As many Americans have returned home from clubs abroad to play in NWSL this season, including U.S. national team pool members Christen Press, Yael Averbuch, Whitney Engen and Meghan Klingenberg, to name a few, one experienced American abroad comes home only to run her summer soccer camps before returning to Europe, where she has built a successful career, both at the club and international level.
Fiona O’Sullivan grew up in Northern California and played four years at the University of San Francisco. A forward, she was drafted by the Chicago Red Stars in 2010 but went to Europe instead.
“I felt I had better opportunities in Europe—for multiple reasons it was a complete fit,” she said. “I just have seemed to find really good situations so far over in Europe. I really enjoy the culture over there and in terms of playing for my national team; it’s also been a favorable situation—very close. Another thing that has kept me away from the States—one of the main reasons—I have a soccer school that I do in the summer. The U.S. league runs straight through the summer so I’m not really able to do that, but whereas in Sweden, France, England, they have a break where I can go home.”
Since going abroad, the 27-year-old has played professionally for two years in Sweden (AIK and Pitea), then a year in France (ASJ Soyaux) before spending the last two seasons in Germany with Freiburg. Freiburg finished eighth of 12 teams with 7 wins 4 ties and 11 losses in the recently completed 2013-14 Frauen-Bundesliga season. O’Sullivan scored 6 goals with Freiburg, including a hat trick versus BV Cloppenburg in a 7-2 victory. (Also at Freiburg last season were two American defenders: Chioma Igwe, who played collegiately with the University of California and Santa Clara before joining Boston and Chicago in WPS, and Jenista Clark, who played at the University of Minnesota and briefly with Sky Blue FC in WPS before heading to Germany.)
O’Sullivan was happy playing in Germany but will play in her fourth European nation after joining Notts County of the English FAWSL during their summer break.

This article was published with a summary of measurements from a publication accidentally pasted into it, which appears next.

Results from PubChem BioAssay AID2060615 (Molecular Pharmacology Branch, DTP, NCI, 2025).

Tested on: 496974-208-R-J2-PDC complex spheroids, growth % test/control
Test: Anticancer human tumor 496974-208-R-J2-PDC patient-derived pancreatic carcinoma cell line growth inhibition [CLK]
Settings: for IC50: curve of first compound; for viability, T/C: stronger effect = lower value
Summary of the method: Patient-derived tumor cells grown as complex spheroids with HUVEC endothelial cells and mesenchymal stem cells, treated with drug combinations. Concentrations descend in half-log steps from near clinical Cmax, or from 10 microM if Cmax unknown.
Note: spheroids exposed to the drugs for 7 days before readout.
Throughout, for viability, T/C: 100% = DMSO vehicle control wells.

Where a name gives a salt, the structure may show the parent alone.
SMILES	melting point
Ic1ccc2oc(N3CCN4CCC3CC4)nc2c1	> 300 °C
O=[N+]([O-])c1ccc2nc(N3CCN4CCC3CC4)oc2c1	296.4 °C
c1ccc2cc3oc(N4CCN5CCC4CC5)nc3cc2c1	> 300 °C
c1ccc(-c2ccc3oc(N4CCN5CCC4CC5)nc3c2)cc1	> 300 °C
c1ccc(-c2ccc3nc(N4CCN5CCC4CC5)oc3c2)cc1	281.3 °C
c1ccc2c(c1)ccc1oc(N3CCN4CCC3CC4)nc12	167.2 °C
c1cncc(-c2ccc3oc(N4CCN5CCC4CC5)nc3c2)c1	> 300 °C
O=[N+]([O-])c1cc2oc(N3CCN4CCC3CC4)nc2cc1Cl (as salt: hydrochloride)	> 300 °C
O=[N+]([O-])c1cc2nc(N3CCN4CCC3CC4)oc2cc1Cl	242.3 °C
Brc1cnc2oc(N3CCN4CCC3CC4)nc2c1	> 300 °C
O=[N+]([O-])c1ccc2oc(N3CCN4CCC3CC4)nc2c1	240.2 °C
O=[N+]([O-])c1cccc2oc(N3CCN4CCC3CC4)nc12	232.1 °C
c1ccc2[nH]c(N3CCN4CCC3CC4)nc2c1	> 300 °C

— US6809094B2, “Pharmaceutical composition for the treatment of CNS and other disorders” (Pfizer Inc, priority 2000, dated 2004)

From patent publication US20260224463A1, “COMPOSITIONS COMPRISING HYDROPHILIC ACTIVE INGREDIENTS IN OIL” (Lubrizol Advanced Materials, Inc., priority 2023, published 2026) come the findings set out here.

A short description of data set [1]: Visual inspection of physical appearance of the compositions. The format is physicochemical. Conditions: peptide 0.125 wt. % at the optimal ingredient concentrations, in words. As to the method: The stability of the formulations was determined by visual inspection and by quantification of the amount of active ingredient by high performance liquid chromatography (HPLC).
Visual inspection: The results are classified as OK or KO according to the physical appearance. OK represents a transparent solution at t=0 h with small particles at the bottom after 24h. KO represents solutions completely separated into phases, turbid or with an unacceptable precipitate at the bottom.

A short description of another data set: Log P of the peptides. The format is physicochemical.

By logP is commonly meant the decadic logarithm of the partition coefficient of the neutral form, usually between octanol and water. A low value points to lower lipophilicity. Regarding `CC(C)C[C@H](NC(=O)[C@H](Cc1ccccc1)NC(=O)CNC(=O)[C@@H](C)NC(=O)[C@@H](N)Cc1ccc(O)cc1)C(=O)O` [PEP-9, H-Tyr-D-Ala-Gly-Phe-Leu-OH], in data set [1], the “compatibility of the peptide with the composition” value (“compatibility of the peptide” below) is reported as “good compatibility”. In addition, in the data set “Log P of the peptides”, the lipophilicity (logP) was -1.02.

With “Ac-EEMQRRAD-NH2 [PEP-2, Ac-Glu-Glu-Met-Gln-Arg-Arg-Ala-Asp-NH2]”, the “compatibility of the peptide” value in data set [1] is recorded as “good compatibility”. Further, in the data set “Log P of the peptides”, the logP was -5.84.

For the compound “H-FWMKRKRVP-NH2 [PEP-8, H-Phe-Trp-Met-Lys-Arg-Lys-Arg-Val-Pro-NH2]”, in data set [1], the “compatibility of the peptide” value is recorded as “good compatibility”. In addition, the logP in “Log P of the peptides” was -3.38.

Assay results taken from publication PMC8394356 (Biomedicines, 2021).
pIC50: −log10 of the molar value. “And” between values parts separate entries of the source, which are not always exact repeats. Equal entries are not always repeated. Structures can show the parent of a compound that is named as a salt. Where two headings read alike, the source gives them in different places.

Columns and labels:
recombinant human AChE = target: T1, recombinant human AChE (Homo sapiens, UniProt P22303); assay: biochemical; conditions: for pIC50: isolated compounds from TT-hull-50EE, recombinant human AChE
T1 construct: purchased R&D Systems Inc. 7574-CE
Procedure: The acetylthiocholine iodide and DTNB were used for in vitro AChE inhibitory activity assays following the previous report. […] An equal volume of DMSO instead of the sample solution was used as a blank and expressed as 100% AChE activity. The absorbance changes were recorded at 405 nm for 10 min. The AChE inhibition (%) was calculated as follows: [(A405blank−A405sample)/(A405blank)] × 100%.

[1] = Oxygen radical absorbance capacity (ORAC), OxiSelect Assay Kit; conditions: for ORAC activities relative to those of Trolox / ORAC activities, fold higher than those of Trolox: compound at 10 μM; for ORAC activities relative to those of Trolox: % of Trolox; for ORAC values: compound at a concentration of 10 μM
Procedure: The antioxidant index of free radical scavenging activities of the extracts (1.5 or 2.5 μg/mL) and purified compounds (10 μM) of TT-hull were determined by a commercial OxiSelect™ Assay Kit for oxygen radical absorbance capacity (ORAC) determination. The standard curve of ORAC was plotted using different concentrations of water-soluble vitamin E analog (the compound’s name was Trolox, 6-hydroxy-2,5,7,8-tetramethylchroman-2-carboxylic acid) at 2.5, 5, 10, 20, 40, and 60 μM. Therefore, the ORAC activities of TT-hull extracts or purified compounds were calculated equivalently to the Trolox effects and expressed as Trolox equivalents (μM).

“It’s been a really great experience, a great city [Freiburg is located in Southwestern Germany, in the legendary Black Forest] and a well-run club,” O’Sullivavn said. “I wish I could have stayed longer but I feel that I got a really good opportunity at Notts County in the English FA.” She signed until the end of the season, “then we’ll discuss after the season is over what I do from there.”
She is joining Notts County this week and will play with Canadian international midfielder Desiree Scott, who last season was such a force with FC Kansas City, and Australian international defender Danielle Brogan, also a mid-season acquisition.
O’Sullivan is involved in the U.S. soccer scene as she returns every summer for her Fiona’s Soccer Camp in Marin County, California, which she started as a 17-year-old, after graduating from high school, and is now in its 11th year. She holds three or four different sessions each summer, with about 60 kids each week.
“I really enjoy spending time with kids, coaching them and sharing what I have learned,” she said. “I feel that I couldn’t have gotten where I am today without my community, who helped coached me, so it’s an element of making sure I continue that teaching environment in the community.”
When asked if she plans on returning to the U.S. to play professionally, O’Sullivan said, “I definitely feel that it could still be an option. It’s a possibility in the future; I’ve stayed in contact with a couple of clubs but we haven’t found a mutually beneficial situation. But I’m not totally ruling it out.”
O’Sullivan is a full international, having joined the Republic of Ireland when former coach Noel King brought the team to Indiana in the summer of 2009 for two months of training ahead of 2011 Women’s World Cup qualifying. She tried out—qualifying through her Irish-born father–and made the team at that time and since then has won over 30 caps with 12 goals.
O’Sullivan has started six of seven 2015 UEFA Women’s World Cup qualifiers to date, with two goals scored. The Irish approach towards their diaspora has been to find a few top quality players rather than to recruit the balance of the team around them (as Greece and Turkey have done in the past): the latter approach would not only break budgets but would take away the focus on developing the youth at home, many of whom play Gaelic football.
Mary Therese McDonald (formerly of the University of Illinois) and Shannon Smyth (formerly of the University of Louisville) are also dual American/Republic of Ireland passport holders who play for Ireland, who sit third in UEFA’s World Cup Qualification Group A with three games left. The Irish are 5 points behind second-place Russia and 13 behind leaders Germany, and have still never qualified for a World Cup. Over the past half-decade, they have been much more competitive than in the past, thanks in part to selective recruitment from their diaspora, such as European league veteran Fiona O’Sullivan.
Your accountSign in
/ 12 hours ago
We knew these pair of United States women’s national team friendlies against Paraguay were...
/ 17 hours ago
A non-exhaustive list of controversial issues over the past 12 months in the National...
/ 3 days ago
It’s a FIFA window for the women and thus there are no National Women’s...